on 8 January 2003
This is as close as a novel can come to a poem. A story of silk threads linking worlds of reality and possibility. A fairy tale poised between the 19th century silk weaving business in the south of France and the mysterious, fabled connections of silk in the orient with wealth, love, power and politics.
Hervé Joncour travels first to North Africa and then to Japan to buy healthy silkworm eggs and bring them back to his native village; in parallel with his business deals, he finds himself caught in a gossamer web of loves and desires that impel him forward into unknown and dangerous territory, both geographically and emotionally, and he is left to interpret what he sees and hears in his own way - and so are we. The eventual unravelling of these mysteries is as puzzling for him as it is unexpected for us. In his mature years he retires into solitude, to ponder his life and adventures, these no longer a riddle to be guarded in secret, but a story to be told and shared.
This book carries the reader along, as if on a quiet country walk; it is mysterious and spellbinding; it is delightful, insightful and compelling; it is full of metaphor and it is also, just a little self-consciously, a work of art.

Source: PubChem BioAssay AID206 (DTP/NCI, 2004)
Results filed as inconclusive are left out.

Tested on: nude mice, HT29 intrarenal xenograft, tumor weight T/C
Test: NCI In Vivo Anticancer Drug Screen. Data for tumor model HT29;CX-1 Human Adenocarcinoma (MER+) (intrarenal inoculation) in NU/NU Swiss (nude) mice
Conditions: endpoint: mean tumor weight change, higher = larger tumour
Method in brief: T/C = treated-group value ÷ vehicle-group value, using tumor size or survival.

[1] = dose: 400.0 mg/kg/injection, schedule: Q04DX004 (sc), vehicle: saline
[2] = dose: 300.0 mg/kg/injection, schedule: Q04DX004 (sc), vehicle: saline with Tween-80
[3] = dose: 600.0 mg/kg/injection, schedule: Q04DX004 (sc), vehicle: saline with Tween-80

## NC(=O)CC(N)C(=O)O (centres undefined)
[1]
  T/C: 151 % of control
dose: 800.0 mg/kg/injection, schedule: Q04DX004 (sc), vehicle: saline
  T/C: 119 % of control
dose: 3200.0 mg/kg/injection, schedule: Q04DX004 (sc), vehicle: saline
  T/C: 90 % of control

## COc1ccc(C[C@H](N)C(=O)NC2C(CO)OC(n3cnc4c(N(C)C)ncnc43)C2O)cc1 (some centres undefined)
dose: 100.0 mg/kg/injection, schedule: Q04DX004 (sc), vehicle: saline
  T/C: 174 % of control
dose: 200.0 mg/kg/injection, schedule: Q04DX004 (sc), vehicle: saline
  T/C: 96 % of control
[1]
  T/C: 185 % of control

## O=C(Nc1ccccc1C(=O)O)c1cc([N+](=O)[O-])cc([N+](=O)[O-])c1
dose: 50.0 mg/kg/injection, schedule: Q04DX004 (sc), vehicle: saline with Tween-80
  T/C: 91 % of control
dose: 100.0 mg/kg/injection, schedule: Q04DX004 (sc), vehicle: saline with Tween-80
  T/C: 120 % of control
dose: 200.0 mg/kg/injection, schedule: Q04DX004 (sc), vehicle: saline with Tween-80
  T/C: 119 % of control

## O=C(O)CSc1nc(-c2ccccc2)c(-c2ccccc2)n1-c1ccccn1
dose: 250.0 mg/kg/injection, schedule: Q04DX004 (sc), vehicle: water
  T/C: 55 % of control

on 17 April 2015
It`s a whimsical, other-worldly fable sliced into small bite-sized chunks, and so very easy to read. It has a youthful, innocent quality, reminiscent of Antoine de Saint-Exupery. Along with this comes the need (if you`re to appreciate the story and the style) to suspend any strictness of interpretation of logic and realism of detail. Our book group had mixed views on the dramatic change of tone when a letter is re-printed, close to the end of the story. This letter is perplexing. Clearly the author has realised how shocking it will be to many readers: so what were his motives for presenting it in this way? (I pose the question without presuming to judge whether the letter makes or breaks the novella). I couldn`t find any commentary on the internet to throw light on the author`s intentions. The translation by Ann Goldstein is sound. However, there is a whole paragraph missing from the Canongate English language edition. This is about one-third of the way through Chapter 41, where the paragraph from "Dicono che..." to "come pecore" plus the refrain "Pausa" is missing from the English language text. More disappointing is the lack of acknowledgement from Canongate after I wrote to alert them to this. Overall, this is an easy read, with much charm; but the substance is slight.